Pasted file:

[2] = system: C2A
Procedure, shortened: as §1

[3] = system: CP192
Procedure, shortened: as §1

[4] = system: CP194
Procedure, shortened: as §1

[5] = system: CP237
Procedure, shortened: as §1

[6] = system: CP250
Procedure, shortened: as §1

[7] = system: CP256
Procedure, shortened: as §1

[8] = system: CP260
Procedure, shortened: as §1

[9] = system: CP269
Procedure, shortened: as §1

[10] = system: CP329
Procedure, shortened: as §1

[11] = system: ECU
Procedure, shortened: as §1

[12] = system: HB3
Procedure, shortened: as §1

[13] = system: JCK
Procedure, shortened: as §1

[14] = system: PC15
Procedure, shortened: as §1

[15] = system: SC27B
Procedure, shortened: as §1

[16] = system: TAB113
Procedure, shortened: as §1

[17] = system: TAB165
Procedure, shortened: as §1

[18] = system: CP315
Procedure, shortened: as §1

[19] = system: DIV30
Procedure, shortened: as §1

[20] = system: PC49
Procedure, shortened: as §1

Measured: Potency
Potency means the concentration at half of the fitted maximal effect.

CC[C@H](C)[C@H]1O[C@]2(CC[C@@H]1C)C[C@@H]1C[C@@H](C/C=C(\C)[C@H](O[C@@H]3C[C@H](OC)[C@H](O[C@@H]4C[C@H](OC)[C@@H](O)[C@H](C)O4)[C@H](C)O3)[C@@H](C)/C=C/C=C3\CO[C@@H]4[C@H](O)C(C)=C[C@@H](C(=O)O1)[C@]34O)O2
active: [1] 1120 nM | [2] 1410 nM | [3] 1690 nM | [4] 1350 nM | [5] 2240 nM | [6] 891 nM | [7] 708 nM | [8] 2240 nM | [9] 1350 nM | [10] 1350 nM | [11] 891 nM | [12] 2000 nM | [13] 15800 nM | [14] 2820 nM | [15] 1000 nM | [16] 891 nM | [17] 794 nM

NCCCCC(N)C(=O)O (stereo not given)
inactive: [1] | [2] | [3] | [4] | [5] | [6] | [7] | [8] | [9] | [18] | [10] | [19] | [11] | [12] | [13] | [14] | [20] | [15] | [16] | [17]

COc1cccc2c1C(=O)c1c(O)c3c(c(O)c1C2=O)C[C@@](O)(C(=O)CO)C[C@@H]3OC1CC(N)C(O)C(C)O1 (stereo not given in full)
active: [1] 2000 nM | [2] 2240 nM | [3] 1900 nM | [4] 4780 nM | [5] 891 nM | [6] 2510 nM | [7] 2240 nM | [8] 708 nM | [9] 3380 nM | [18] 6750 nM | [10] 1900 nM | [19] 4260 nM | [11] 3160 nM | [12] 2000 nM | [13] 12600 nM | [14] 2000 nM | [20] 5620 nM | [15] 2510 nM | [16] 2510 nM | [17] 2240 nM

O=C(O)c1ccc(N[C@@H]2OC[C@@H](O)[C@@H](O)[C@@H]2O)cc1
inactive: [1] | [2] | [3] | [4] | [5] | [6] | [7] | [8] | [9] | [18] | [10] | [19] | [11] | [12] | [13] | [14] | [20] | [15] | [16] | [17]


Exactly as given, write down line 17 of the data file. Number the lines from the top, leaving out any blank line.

[10] = system: CP329